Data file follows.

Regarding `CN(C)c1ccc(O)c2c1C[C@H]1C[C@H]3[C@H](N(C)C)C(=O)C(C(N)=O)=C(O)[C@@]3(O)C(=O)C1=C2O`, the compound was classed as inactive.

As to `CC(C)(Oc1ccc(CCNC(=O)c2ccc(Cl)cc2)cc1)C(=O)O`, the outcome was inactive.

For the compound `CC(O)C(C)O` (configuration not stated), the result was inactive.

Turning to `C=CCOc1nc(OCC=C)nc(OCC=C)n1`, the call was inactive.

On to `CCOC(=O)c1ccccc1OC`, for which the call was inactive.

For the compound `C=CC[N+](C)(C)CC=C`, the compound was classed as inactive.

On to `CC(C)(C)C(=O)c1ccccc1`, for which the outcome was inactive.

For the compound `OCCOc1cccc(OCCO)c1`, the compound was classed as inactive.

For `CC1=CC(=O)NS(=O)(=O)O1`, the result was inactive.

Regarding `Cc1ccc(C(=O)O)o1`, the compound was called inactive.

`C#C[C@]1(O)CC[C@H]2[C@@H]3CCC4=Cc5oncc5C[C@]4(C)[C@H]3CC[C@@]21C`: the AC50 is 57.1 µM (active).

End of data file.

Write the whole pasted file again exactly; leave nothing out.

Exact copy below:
Regarding `CN(C)c1ccc(O)c2c1C[C@H]1C[C@H]3[C@H](N(C)C)C(=O)C(C(N)=O)=C(O)[C@@]3(O)C(=O)C1=C2O`, the compound was classed as inactive.

As to `CC(C)(Oc1ccc(CCNC(=O)c2ccc(Cl)cc2)cc1)C(=O)O`, the outcome was inactive.

For the compound `CC(O)C(C)O` (configuration not stated), the result was inactive.

Turning to `C=CCOc1nc(OCC=C)nc(OCC=C)n1`, the call was inactive.

On to `CCOC(=O)c1ccccc1OC`, for which the call was inactive.

For the compound `C=CC[N+](C)(C)CC=C`, the compound was classed as inactive.

On to `CC(C)(C)C(=O)c1ccccc1`, for which the outcome was inactive.

For the compound `OCCOc1cccc(OCCO)c1`, the compound was classed as inactive.

For `CC1=CC(=O)NS(=O)(=O)O1`, the result was inactive.

Regarding `Cc1ccc(C(=O)O)o1`, the compound was called inactive.

`C#C[C@]1(O)CC[C@H]2[C@@H]3CCC4=Cc5oncc5C[C@]4(C)[C@H]3CC[C@@]21C`: the AC50 is 57.1 µM (active).